Renewable Bio-Fuel Being Developed by NRRI

Fuel Could Replace Coal in Many Applications

COLERAINE, Minn. – Researchers are working to convert natural biomass into products that can be used in place of coal.

Some of this groundbreaking biomass research is happening right here in the Northland.

UMD’s Natural Resources Research Institute (NRRI) has a lab in Coleraine dedicated to developing solid fuel from biomass. That fuel could soon be used by many industries as a substitute for coal.

“Nature takes about four hundred million years even the lowest ranked coals. We’re doing it in about twenty minutes,” said Donald Fosnacht, Associate Director of NRRI.

Biomass is organic matter that can be taken from plants. NRRI researchers have converted it into fuel that’s made in the form of compact pellets.

“Really the challenge was getting the pressure that mother nature can give you, getting the temperatures that mother nature gave us and putting those into a package to densify the material into an effective compact,” said Tim Hagen, Chemical Engineer at NRRI.

Though it costs more to develop than burning coal, the bio fuel they create is renewable and much cleaner.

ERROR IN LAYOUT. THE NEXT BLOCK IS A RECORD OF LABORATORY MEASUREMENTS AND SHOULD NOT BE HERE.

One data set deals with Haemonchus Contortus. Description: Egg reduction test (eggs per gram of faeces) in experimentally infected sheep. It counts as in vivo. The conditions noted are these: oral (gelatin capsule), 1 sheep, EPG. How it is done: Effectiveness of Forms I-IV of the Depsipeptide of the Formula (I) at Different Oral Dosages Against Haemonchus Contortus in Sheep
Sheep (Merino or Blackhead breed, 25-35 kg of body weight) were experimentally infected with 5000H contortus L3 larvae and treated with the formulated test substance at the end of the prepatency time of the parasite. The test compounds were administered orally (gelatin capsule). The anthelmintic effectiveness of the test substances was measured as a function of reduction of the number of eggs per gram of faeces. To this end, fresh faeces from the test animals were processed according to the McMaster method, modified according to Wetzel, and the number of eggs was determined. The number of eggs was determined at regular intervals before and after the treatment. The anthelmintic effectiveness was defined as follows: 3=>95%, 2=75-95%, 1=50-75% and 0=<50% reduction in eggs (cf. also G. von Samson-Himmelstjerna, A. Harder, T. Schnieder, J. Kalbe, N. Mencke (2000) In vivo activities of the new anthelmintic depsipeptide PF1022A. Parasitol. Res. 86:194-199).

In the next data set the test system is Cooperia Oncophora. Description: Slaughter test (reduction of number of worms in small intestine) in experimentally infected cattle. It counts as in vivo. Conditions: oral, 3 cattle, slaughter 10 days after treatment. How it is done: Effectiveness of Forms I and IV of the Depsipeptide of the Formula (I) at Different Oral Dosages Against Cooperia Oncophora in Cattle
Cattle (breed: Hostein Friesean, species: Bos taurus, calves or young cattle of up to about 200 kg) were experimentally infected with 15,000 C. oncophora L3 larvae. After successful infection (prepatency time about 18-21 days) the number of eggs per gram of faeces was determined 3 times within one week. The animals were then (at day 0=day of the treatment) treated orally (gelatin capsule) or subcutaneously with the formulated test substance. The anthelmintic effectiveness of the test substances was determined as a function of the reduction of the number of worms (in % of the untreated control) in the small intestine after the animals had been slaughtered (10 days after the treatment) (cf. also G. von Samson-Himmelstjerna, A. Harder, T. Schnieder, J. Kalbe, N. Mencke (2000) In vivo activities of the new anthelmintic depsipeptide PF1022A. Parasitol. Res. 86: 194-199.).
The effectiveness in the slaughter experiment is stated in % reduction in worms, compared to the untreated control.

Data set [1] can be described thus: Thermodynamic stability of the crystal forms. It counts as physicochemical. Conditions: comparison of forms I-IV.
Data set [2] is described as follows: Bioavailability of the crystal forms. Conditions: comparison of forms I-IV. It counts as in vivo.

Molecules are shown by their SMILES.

“Biomass does not have sulfur in it,” said Hagen. “It does not have mercury in it. so those are two priority pollutants for every pound of bio-fuel that you burn, your emission profile will go down.”

The fuel has potential applications across many industries.

“Anybody that needs a coal substitute and that can be in an industrial complex, it can be a power plant, and we also know that there’s potential in the steel industry,” said Fosnacht. “They use a lot of coal injection. This could be a natural substitute for coal injection.”

Researchers say that bio-fuel can extend the life of many coal power plants and can create jobs in the areas surrounding them.

“It’s going to keep loggers busy,” said Hagen. “It’s going to provide an outlet for that biomass species to be utilized.”

Because biomass is made from plants, it can be harvested while removing invasive species.

“We know that we can take material that grows along rivers and infests things, can cause breeding grounds for mosquitoes which cause malaria and convert that into very similar products,” said Fosnacht.

NRRI officials believe that, in the near future, this renewable solid fuel will be used by industries across the world.

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